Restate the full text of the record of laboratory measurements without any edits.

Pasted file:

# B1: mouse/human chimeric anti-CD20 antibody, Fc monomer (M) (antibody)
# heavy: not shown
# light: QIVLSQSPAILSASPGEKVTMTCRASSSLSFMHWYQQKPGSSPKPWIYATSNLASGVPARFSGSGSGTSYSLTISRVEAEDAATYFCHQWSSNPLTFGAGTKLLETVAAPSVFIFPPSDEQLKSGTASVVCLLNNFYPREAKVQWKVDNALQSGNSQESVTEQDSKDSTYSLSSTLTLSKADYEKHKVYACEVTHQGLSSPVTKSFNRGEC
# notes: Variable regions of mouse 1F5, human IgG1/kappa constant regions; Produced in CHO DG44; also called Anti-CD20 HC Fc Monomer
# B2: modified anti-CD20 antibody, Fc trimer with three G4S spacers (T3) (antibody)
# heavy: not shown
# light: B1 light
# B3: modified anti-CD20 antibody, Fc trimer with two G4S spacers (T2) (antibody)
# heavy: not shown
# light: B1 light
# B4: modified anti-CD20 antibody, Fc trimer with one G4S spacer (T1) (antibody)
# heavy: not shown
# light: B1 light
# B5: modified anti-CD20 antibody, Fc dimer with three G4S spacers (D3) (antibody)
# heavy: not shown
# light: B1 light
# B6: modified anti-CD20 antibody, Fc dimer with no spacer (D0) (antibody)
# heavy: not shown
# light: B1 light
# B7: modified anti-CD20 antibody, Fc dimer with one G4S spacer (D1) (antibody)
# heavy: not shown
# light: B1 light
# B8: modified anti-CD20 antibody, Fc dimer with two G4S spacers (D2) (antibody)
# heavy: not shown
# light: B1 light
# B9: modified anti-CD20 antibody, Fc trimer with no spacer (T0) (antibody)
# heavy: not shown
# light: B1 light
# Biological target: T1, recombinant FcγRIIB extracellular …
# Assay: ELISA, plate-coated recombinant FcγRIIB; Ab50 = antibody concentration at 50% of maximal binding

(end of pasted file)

# B1: mouse/human chimeric anti-CD20 antibody, Fc monomer (M) (antibody)
# heavy: not shown
# light: QIVLSQSPAILSASPGEKVTMTCRASSSLSFMHWYQQKPGSSPKPWIYATSNLASGVPARFSGSGSGTSYSLTISRVEAEDAATYFCHQWSSNPLTFGAGTKLLETVAAPSVFIFPPSDEQLKSGTASVVCLLNNFYPREAKVQWKVDNALQSGNSQESVTEQDSKDSTYSLSSTLTLSKADYEKHKVYACEVTHQGLSSPVTKSFNRGEC
# notes: Variable regions of mouse 1F5, human IgG1/kappa constant regions; Produced in CHO DG44; also called Anti-CD20 HC Fc Monomer
# B2: modified anti-CD20 antibody, Fc trimer with three G4S spacers (T3) (antibody)
# heavy: not shown
# light: B1 light
# B3: modified anti-CD20 antibody, Fc trimer with two G4S spacers (T2) (antibody)
# heavy: not shown
# light: B1 light
# B4: modified anti-CD20 antibody, Fc trimer with one G4S spacer (T1) (antibody)
# heavy: not shown
# light: B1 light
# B5: modified anti-CD20 antibody, Fc dimer with three G4S spacers (D3) (antibody)
# heavy: not shown
# light: B1 light
# B6: modified anti-CD20 antibody, Fc dimer with no spacer (D0) (antibody)
# heavy: not shown
# light: B1 light
# B7: modified anti-CD20 antibody, Fc dimer with one G4S spacer (D1) (antibody)
# heavy: not shown
# light: B1 light
# B8: modified anti-CD20 antibody, Fc dimer with two G4S spacers (D2) (antibody)
# heavy: not shown
# light: B1 light
# B9: modified anti-CD20 antibody, Fc trimer with no spacer (T0) (antibody)
# heavy: not shown
# light: B1 light
# Biological target: T1, recombinant FcγRIIB extracellular …
# Assay: ELISA, plate-coated recombinant FcγRIIB; Ab50 = antibody concentration at 50% of maximal binding